Some common risk factors can increase your chances of developing periodontitis, including:

  • Poor oral hygiene
  • Smoking and tobacco use
  • Certain types of medications that reduce saliva flow (xerostomia)
  • Hormonal changes during puberty, pregnancy, or menopause can cause an increase in gum inflammation and lead to periodontitis.
  • Some medical conditions, such as diabetes and AIDS.
  • Genetics; some people are genetically predisposed to a higher risk of developing periodontal disease.

How is Deep Cleaning of Teeth Done?

Deep teeth cleaning is a two-step process that includes scaling and root planing. Scaling involves the removal of plaque, tartar (hardened plaque) from above and below the gum line.

Root planing is a process of smoothing out rough spots on the root surfaces, making it more difficult for bacteria and plaque to adhere. Your periodontist may also prescribe antibiotics or an antimicrobial rinse to help control the infection and to promote healing.

In severe cases, your periodontist may recommend an osseous surgery (pocket reduction surgery) to perform a more effective scaling and root planing, and reduce the pockets around teeth. Also, soft-tissue grafting and bone grafting may be recommended to replace lost bone and gum tissues. You can read more about periodontitis bone graft.

Scaling and root planing may need to be done in multiple visits. This can help reduce discomfort and allow for proper healing between each appointment.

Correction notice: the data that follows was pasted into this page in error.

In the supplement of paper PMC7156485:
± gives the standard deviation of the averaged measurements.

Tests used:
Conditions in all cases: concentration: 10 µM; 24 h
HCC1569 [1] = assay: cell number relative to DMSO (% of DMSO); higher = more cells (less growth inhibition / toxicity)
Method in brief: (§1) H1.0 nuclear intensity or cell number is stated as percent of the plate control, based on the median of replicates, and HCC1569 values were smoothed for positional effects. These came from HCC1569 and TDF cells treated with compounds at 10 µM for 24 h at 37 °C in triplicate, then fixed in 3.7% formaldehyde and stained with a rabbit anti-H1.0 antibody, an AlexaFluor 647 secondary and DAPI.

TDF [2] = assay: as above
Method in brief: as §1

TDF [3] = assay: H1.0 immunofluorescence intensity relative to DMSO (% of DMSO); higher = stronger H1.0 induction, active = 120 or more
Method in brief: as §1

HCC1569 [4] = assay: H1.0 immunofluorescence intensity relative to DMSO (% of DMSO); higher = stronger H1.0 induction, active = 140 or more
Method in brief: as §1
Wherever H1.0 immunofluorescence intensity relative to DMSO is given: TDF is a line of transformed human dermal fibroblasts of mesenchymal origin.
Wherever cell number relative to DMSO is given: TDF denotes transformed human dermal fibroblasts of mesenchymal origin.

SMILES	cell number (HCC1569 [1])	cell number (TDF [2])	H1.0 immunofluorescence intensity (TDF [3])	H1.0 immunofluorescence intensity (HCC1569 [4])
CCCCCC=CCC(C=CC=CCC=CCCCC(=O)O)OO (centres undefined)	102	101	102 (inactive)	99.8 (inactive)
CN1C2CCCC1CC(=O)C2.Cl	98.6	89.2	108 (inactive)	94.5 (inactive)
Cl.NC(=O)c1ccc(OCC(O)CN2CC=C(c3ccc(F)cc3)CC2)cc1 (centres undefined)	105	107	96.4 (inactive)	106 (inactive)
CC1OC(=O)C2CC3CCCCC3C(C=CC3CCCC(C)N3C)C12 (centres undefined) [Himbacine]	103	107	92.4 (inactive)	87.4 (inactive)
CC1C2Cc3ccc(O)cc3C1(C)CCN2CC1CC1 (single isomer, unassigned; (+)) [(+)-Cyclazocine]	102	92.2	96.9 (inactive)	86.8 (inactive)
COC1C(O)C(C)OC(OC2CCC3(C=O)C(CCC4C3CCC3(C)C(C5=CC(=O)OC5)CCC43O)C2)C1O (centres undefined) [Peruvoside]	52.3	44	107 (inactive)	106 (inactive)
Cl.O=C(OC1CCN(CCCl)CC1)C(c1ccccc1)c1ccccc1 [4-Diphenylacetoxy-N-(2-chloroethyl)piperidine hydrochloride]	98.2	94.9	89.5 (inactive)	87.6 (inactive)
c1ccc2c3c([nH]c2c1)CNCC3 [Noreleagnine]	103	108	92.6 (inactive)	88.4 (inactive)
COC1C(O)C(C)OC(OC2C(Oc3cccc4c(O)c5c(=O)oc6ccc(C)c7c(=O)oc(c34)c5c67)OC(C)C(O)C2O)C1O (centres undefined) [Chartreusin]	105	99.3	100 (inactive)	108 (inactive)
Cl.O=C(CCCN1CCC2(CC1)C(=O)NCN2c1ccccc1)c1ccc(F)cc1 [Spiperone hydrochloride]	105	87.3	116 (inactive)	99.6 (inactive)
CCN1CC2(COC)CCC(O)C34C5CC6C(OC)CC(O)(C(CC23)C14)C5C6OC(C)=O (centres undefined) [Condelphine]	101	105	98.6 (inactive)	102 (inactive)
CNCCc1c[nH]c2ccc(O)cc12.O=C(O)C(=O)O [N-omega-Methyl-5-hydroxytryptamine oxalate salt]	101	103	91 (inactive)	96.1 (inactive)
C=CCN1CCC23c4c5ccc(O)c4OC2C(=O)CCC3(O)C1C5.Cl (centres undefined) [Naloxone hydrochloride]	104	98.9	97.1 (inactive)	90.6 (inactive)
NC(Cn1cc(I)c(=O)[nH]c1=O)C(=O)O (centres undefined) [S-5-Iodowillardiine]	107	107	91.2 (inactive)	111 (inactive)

Deep Teeth Cleaning (Before & After)
The periodontist removes plaque and tartar from above and below the gum line and smoothes out rough spots on the root surfaces.

What to Expect After The Procedure?

After deep teeth cleaning, it is normal to experience some discomfort and sensitivity for a few days. Your periodontist may prescribe an anti-inflammatory medication for relief.

Remember to gently brush and floss your teeth since vigorous brushing can irritate the gums. Also, use an antibacterial mouthwash to reduce bacteria in the mouth and promote healing.

Your periodontist will schedule a follow-up appointment to evaluate the progress of the healing process and determine if any additional treatments are necessary.

Is a Deep Teeth Cleaning Necessary?

Deep teeth cleaning is necessary to remove tartar and plaque deposits that have built up below the gum line. This procedure can reduce inflammation in the gums and stop further damage from occurring.

Periodontal disease can lead to tooth loss. Also, periodontitis has been linked to other health issues such as heart disease, stroke, and diabetes. Therefore, it is important to have regular dental exams and cleanings to prevent periodontal disease from progressing.

Conclusion

Deep cleaning of teeth, also known as scaling and root planing, is a dental procedure used to treat periodontitis, an advanced form of gum disease. This procedure is necessary to remove plaque and tartar buildup above and below the gum line and reduce inflammation. It also helps stop the progression of gum disease.

The procedure involves removing plaque and tartar from below the gum line, as well as smoothing the roots of teeth to help prevent bacteria buildup.

After deep cleaning, patients need to maintain good oral hygiene habits by brushing twice daily, flossing daily, and scheduling regular dental check-ups and cleaning to prevent gum disease from returning.